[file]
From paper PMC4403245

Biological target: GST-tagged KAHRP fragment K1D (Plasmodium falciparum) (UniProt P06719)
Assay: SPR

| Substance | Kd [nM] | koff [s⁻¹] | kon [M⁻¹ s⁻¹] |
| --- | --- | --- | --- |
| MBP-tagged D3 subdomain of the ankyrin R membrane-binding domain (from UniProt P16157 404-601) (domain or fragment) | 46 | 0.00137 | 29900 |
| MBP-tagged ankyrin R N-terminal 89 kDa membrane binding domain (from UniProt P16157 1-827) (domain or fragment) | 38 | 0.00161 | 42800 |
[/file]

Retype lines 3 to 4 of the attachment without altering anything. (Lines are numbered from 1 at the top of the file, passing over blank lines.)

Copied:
Assay: SPR

| Substance | Kd [nM] | koff [s⁻¹] | kon [M⁻¹ s⁻¹] |